News & Analysis

Employer recovers employee's tuition under reimbursement program

Many employers find it advantageous to offer tuition reimbursement programs to their employees. Such programs benefit employees by providing them with additional education or training, which allows them to qualify for better jobs. The programs also benefit employers by fostering employee loyalty and allowing them to fill needed positions for which it might otherwise be difficult to find qualified applicants.

Company layoff didn't constitute age discrimination

Companies that undertake reorganizations often face potential liability for lawsuits, including discrimination claims, stemming from the reorganizations and associated layoffs. As one recent court decision shows, a company that clearly documents the business reasons behind its reorganization decisions and implements sound, positive business practices before, during, and after any reorganization should defeat unfounded claims of discrimination.

The price of an enforceable noncompete clause

It isn't uncommon for a company to acquire a smaller business and hire its employees. One or more employees may later depart and set up a competing business that targets the customers of their former employer. These erstwhile employees may have previously agreed not to compete with their former employer or solicit its customers. A recent unpublished case illustrates the consequences of failing to follow a long-standing legal rule governing noncompete or nonsolicitation clauses in acquisition agreements.

Third time is not the charm for school district

The following sexual harassment case was tried by a jury three times. The first time, the jury found in favor of the school district. The second time, a mistrial was declared before a verdict was rendered. The third time, the jury awarded the employee $199,399 for her sexual harassment claim. The trial court then awarded the employee $3,224,569 in attorneys' fees. The school district and the alleged harasser appealed the verdict and the attorneys' fee award.

Valentine's Day: a time for love . . . contracts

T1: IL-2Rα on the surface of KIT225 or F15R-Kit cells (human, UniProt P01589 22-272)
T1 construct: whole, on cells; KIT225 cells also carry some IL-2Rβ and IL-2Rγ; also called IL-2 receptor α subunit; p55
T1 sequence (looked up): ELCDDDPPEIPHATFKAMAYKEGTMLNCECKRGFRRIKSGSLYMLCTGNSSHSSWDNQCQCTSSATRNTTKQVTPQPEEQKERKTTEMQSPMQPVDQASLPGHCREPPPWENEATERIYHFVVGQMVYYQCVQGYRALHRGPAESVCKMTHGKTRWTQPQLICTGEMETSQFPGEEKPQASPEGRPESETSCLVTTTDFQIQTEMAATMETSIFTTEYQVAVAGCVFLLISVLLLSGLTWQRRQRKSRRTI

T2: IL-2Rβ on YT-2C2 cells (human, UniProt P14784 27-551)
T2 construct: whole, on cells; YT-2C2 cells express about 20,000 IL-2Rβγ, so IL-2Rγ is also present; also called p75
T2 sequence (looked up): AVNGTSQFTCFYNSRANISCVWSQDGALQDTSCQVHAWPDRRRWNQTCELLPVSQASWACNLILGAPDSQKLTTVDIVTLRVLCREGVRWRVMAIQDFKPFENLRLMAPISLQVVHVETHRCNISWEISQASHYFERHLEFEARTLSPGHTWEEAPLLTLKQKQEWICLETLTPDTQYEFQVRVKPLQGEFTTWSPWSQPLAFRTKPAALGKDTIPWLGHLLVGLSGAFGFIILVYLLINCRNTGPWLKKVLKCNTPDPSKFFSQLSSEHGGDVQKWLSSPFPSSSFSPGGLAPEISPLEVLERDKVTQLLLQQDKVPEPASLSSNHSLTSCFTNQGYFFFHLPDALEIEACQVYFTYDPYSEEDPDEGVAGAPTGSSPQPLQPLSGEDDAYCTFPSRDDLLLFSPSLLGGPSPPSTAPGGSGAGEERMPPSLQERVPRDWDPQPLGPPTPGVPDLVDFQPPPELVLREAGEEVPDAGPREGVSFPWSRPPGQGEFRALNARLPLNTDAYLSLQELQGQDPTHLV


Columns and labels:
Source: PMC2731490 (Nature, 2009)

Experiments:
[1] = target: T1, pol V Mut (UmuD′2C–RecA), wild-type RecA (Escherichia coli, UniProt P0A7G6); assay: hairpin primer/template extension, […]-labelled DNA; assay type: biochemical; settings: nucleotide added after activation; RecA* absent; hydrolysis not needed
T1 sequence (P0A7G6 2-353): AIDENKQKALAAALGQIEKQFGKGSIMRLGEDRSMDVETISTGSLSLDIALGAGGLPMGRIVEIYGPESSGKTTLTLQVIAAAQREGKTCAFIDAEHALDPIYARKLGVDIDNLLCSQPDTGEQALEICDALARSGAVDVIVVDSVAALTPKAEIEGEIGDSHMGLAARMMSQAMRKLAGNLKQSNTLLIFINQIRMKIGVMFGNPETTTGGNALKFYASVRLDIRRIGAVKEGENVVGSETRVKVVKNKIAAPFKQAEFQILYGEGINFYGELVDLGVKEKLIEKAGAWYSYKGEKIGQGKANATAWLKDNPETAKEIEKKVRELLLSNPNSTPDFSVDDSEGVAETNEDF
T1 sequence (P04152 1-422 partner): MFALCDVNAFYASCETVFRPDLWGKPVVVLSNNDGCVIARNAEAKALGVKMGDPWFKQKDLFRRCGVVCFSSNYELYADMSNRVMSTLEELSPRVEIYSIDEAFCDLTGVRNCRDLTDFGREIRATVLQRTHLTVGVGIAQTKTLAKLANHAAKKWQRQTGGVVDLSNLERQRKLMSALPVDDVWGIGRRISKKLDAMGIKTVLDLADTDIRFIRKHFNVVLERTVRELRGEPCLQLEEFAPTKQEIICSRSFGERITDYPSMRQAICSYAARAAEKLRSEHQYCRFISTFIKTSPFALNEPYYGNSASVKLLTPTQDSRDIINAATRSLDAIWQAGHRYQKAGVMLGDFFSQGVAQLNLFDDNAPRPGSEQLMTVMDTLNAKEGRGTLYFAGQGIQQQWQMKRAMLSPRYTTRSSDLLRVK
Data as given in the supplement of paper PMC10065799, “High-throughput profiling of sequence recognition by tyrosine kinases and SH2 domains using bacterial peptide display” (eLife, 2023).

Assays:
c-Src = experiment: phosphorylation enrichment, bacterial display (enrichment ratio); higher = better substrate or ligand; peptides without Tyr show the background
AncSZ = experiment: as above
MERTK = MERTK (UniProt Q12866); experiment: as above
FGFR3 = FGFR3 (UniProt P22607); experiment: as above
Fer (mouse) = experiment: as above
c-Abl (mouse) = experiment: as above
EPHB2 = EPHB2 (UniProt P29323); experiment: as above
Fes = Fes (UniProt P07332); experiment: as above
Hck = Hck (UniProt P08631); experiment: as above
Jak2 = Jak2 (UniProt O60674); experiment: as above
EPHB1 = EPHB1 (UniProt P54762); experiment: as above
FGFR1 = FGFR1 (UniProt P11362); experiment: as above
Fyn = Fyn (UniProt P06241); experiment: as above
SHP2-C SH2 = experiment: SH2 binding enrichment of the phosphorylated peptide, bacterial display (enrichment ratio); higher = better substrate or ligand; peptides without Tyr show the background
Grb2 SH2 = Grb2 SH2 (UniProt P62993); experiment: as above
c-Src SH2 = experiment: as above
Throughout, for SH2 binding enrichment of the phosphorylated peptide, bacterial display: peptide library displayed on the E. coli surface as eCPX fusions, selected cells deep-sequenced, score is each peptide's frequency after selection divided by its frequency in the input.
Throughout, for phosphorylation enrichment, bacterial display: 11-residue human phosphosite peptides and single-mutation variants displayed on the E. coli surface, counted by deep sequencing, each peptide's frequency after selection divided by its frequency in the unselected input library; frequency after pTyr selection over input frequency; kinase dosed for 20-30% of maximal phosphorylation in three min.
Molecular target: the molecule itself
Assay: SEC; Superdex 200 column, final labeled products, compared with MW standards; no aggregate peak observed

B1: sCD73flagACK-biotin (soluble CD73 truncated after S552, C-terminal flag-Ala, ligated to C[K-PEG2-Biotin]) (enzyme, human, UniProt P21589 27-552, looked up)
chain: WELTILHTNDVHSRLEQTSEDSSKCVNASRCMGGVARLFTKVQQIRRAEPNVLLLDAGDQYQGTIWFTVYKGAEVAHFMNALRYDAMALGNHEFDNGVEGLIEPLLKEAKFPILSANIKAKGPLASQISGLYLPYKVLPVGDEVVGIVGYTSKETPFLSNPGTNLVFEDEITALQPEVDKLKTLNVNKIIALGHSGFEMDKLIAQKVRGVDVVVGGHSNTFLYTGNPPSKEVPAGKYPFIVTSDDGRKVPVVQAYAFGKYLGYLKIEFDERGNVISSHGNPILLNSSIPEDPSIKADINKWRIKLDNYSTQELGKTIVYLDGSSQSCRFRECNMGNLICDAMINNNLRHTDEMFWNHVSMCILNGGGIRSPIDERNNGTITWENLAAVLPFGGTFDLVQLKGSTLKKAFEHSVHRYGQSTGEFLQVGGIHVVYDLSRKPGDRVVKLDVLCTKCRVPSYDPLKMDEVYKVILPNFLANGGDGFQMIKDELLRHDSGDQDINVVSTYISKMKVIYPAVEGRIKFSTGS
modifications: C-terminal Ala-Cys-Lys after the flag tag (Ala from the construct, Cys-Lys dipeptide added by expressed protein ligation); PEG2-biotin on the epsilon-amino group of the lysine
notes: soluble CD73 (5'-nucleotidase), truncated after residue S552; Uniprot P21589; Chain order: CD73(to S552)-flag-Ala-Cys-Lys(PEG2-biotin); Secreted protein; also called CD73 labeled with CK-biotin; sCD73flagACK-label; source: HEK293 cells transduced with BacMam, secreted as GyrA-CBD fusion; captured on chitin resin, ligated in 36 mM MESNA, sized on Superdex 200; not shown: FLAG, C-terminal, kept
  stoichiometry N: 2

According to a 2012 Stanford University sociology study, 10 percent of people meet their spouses at work. Coworker dating is common. Unfortunately, not all relationships end well, and when they don't, employers can face harassment and retaliation claims.

Writing a strong termination letter

Writing a termination letter can be a daunting task when you realize that so much can rise or fall on what it says. A few straightforward strategies can help you prepare a termination letter that provides all the benefits and helps you manage the risks that accompany all termination decisions.

Agency Action

AFL-CIO president praises Seattle ride-share action. AFL-CIO President Richard Trumka spoke out in favor of the Seattle, Washington, City Councils December 2015 vote allowing drivers for rideshare companies such as Uber and Lyft to organize unions. The on-demand or gig economy isnt really run by apps or machines; its powered by the labor of working people, Trumka said. The vote by the Seattle City Council represents progress in the fight to extend collective bargaining rights to all workers, regardless of whether they drive for Uber or work in a factory. Whether your work is online or offline, everyone deserves the right to speak up together on the job.

Guns in the workplace: Clear policies may provide safety

Workplace violence is always a concern for employers. Recent events like the shooting in San Bernardino, California, and the Paris terror attacks make the issue especially timely. Here are some key things to keep in mind when thinking about guns in the workplace.

With my mind on my money and my money on my mind: Employee wage issues are increasing

Wages are a tricky issue for employers. Good wages are important for attracting and retaining the best employees, but nothing sows the seeds of discontent like gossip about pay rates. Historically, employers simply prohibited employees from talking about their wages, but those prohibitions are no longer legal. This article provides a bit of guidance on pay and peace in the workplace.

DOJ insists on website accessibility compliance but delays regulations (again)

Most private businesses that provide goods and services to the public are required under Title III of the Americans with Disabilities Act (ADA) to provide individuals with disabilities "full and equal enjoyment" of the business' goods and services. To comply with Title III requirements, these entities (known as "public accommodations" under U.S. Department of Justice (DOJ) regulations) must afford individuals with disabilities an equal opportunity to participate and benefit from the goods, services, privileges, or advantages afforded to other individuals.